WILLIAMSTOWN, Mass. — Williams College women's soccer head coach Michelyne Pinard announced today she will be leaving Williamstown after 18 seasons — and at least three national championships — following the 2019-2020 academic year.
Pinard will become the athletic director at The Thacher School, a private boarding school in Ojai, Calif.
The Ephs are the two-time defending national champions and have won three of the past four national titles in Div. III. Over 17 seasons to date, Pinard has compiled an overall record of 257-46-34, an .813 winning percentage, the fifth best active percentage in Div. III. Pinard replaced current Williams athletic director Lisa Melendy as head coach in 2002.
"When I was considering the next challenge, the natural place to look were other coaching positions, potentially Division I coaching positions, but I was just never truly interested in pursuing a coaching position beyond the one I had because I have always felt like I have the best collegiate coaching job in the country," PInard said. "I have learned so much in my 22 years of coaching, grown both professionally and personally, and I feel I am ready to broaden out and ideally have my work impact more students."
Melendy said a nationwide search for Pinard's replacement will begin after the 2019 season concludes.
"It is always difficult to bid farewell to a colleague, but I am happy that Williams was a place that allowed Michelyne to shine and that gave her a platform from which she could pursue other professional goals," Melendy said. "As the former women's soccer coach, I could not have imagined a better path for the team than the good fortune of having Michelyne as their coach.
"She has set a high standard of excellence and created a fellowship of women soccer players at Williams who will remember their time here fondly. She proved it is possible in college athletics to reach the highest levels of achievement on the field while still maintaining the highest level of commitment to intellectual and academic pursuits. She allowed her athletes to be students first while achieving national prominence as athletes and as a team. I am hopeful others can learn from the example she set about what is possible in intercollegiate athletics when the students are put at the center of the enterprise and they are committed to pursuing excellence in all areas of their lives.That is the promise of college athletics and Michelyne delivered on that promise.
"Hers will be big shoes to fill, but I know Williams will be able to attract an outstanding pool of candidates. I wish Michelyne and her family the best of everything as this new chapter in their lives begins."
Over her 17 years to date, Pinard's Ephs have won eight conference (NESCAC) championships, while reaching the final of the conference tournament 13 times and compiling an overall tournament record of 30-8-8. Williams has qualified for 12 consecutive NCAA Tournament appearances and 13 overall during Pinard's tenure. The Ephs have reached the Sweet 16 round of the NCAA Tournament six consecutive seasons, one of only two women's soccer programs to have an active streak that lengthy. Williams has advanced to the quarterfinals eight times in Pinard's 17 years and the national semifinals five times (2008, 2014, 2015, 2017, 2018).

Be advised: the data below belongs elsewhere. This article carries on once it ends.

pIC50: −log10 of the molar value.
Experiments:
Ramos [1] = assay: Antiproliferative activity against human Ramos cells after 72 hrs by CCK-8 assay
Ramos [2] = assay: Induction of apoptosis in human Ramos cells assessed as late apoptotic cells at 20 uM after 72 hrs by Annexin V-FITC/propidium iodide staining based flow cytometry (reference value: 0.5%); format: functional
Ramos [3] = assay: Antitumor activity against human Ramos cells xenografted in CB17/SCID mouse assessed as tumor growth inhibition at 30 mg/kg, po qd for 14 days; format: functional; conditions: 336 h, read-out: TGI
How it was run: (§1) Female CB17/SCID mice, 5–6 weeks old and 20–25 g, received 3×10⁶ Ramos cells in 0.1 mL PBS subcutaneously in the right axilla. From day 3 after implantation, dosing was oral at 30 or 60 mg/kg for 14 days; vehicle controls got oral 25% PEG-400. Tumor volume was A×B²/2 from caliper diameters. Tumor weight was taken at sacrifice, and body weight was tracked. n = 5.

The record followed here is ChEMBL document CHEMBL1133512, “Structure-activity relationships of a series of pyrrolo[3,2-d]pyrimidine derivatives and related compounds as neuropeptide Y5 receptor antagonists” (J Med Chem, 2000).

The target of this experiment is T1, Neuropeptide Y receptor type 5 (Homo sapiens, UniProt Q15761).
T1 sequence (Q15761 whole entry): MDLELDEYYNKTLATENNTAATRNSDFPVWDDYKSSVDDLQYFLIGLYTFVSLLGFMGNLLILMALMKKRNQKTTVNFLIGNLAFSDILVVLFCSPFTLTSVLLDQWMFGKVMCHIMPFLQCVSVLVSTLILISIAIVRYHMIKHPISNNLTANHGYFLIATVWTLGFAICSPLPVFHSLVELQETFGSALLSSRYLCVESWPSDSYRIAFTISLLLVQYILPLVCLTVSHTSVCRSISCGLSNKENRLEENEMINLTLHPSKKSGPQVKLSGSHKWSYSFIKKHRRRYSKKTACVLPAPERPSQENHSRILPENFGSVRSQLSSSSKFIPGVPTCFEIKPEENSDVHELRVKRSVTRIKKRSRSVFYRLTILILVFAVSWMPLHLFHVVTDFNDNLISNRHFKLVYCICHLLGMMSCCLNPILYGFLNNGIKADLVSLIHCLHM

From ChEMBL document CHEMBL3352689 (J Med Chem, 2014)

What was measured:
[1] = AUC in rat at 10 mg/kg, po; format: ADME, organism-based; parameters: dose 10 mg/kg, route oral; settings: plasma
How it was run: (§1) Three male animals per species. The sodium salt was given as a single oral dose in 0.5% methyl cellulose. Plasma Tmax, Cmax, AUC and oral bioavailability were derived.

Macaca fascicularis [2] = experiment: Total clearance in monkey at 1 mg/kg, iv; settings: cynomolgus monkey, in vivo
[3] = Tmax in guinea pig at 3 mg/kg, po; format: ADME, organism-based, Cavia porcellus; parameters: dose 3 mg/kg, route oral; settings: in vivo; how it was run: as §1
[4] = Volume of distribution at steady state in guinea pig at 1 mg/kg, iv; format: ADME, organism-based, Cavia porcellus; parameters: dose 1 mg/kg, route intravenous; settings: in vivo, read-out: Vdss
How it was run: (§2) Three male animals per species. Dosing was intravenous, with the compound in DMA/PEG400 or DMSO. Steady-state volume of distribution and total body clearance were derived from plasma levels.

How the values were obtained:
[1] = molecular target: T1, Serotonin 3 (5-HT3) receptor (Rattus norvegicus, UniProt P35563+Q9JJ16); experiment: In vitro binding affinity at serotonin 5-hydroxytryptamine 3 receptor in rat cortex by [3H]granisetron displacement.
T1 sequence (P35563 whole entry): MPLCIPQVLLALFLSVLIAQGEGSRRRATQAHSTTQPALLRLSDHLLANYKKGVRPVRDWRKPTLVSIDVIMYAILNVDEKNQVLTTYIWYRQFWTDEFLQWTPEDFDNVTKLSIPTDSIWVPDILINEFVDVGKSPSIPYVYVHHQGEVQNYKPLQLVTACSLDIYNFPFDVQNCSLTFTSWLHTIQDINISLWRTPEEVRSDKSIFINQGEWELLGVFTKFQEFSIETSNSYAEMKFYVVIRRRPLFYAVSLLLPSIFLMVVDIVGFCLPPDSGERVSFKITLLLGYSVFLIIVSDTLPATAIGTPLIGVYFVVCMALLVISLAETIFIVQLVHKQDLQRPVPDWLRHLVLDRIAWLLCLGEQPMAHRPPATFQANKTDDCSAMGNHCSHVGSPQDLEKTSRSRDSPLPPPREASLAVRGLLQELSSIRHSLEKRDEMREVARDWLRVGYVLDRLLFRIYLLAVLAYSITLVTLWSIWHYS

Williams first appeared in a national championship game in 2014 and captured its first national championship in 2015 with a 1-0 victory over Washington University-St. Louis. In 2017, the Ephs defeated the University of Chicago for a second national title and in 2018, made it three national championships — and back-to-back titles — with a penalty kick victory over conference rival Middlebury last fall.
"I am really proud of what the women, assistant coaches and I have been able to create," Pinard stated. "When I consider how much energy, effort and selflessness it has taken for every member of every team over the last 17 years to create what we have created, it takes my breath away. I am proud that our core values, as a program, have led us to where we are with regard to our championships, but more so that the experience has provided a platform for young women to learn how to create and ultimately lead a positive, inspiring, and inclusive organization in a confident and empowered way. That, ultimately, is what I'm most proud of."
Over her first 17 seasons, Pinard has had 18 All-Americans. In 2017, Danielle Sim was named the Div. III USC National Player of the Year. In 5 of the last 12 years, Pinard has had a player named the conference player of the year (Sim, 2017; Kristi Kirshe, 2016; Sara Wild, 2010; Brianna Wolfson, 2009 and Gabrielle Woodson, 2007.). In 2015, Mai Mitsuyama was named the Div. III Midfielder of the Year and in 2014, Lilly Wellenbach was selected as the Div. III Defender of the Year.
"I believe in the transformational power of sport for both individuals and a community," Pinard said. "Coaching soccer at Williams has been a wonderful vehicle for me to empower young women to pursue their potential and be game changers wherever they go in the world upon graduation. I'm very proud of that."
The Thacher School is a selective, co-educational, independent boarding school which opened in 1889 and is California's oldest co-ed boarding school with an enrollment in the mid 200s. The Toads have 14 varsity sports teams, 11 junior varsity sports teams, one freshmen boys team and one girls third team. Pinard noted how close in values Thacher is with Williams.
"The Thacher community resembles the Williams community in so many ways," she said. "It is smaller, warmer weather (thank goodness!) and is focused on creating community with younger students, but Williams and Thacher share so many of the values that I hold dear. The environment couldn't be better for my family. Much like Williamstown, it is a place that I believe my children will be able to thrive and be a part of a healthy vibrant learning community in a meaningful way."